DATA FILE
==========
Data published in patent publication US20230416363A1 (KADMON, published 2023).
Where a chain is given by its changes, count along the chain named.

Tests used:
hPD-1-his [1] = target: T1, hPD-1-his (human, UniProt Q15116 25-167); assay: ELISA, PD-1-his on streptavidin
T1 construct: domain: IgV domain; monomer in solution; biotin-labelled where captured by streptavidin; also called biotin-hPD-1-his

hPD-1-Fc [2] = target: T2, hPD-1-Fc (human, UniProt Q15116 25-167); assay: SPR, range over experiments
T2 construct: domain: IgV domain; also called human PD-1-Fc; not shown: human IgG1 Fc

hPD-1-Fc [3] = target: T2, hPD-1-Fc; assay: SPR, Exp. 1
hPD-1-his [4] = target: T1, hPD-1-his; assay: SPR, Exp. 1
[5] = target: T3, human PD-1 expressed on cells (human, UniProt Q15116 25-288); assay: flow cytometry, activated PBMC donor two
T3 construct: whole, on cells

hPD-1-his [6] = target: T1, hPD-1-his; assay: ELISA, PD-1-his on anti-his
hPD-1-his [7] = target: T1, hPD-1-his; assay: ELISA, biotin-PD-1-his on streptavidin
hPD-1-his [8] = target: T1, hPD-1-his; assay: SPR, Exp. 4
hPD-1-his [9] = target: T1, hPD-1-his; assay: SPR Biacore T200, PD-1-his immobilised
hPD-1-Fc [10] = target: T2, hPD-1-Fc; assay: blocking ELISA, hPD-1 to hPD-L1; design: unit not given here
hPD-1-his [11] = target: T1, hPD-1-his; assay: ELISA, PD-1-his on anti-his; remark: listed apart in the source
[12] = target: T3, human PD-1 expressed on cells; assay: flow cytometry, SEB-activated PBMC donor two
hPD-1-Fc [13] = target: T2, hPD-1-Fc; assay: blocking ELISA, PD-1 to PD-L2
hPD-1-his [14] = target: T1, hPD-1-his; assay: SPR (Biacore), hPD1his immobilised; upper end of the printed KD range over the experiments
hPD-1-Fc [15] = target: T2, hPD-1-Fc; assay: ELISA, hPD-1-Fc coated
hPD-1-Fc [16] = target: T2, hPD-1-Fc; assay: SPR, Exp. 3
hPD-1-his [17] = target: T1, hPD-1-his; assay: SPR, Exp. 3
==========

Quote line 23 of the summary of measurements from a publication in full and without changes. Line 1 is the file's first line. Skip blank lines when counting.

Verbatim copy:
hPD-1-his [17] = target: T1, hPD-1-his; assay: SPR, Exp. 3